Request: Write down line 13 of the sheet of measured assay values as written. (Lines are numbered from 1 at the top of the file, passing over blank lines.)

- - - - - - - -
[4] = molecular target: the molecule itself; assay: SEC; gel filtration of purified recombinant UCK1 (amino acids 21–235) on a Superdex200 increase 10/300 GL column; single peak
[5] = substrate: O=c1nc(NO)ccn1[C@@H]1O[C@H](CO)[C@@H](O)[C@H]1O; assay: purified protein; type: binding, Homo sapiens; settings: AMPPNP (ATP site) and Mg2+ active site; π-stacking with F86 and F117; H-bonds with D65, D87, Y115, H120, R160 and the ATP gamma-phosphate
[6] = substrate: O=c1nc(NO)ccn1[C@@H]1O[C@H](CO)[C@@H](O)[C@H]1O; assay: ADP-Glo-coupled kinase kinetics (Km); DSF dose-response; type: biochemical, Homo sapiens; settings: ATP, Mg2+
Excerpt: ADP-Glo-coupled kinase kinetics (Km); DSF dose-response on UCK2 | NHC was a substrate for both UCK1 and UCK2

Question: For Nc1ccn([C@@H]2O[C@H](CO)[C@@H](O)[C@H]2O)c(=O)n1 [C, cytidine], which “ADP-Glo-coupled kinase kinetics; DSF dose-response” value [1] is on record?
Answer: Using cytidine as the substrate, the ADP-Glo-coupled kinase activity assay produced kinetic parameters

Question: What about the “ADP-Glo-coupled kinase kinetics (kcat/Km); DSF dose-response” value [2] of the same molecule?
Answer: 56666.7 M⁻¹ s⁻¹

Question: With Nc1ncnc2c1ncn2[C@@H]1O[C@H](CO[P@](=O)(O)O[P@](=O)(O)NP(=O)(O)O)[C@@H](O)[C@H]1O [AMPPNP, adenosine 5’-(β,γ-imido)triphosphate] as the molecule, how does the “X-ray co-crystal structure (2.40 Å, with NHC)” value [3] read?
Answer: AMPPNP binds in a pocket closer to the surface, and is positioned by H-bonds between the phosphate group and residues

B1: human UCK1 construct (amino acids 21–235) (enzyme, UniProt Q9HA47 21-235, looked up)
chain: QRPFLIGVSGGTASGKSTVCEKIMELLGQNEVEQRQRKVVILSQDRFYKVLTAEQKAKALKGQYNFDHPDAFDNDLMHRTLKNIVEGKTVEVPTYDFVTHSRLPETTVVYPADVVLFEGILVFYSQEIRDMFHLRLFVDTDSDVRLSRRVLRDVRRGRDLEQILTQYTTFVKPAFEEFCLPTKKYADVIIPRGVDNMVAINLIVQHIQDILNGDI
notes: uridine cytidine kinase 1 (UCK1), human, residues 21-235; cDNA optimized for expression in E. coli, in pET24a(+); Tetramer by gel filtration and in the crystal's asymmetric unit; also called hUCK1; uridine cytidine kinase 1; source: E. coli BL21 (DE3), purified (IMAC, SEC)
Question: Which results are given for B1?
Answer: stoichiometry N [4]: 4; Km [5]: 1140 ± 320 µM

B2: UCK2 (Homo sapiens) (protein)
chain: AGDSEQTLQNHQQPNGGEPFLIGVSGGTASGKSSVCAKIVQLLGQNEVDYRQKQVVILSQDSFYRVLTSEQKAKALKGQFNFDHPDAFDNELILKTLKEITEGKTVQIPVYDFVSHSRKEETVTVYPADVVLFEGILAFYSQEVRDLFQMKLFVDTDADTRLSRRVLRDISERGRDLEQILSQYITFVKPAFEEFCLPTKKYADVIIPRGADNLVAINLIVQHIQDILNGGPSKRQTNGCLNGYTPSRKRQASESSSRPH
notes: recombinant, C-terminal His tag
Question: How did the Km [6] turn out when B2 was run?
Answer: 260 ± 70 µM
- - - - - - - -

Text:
notes: uridine cytidine kinase 1 (UCK1), human, residues 21-235; cDNA optimized for expression in E. coli, in pET24a(+); Tetramer by gel filtration and in the crystal's asymmetric unit; also called hUCK1; uridine cytidine kinase 1; source: E. coli BL21 (DE3), purified (IMAC, SEC)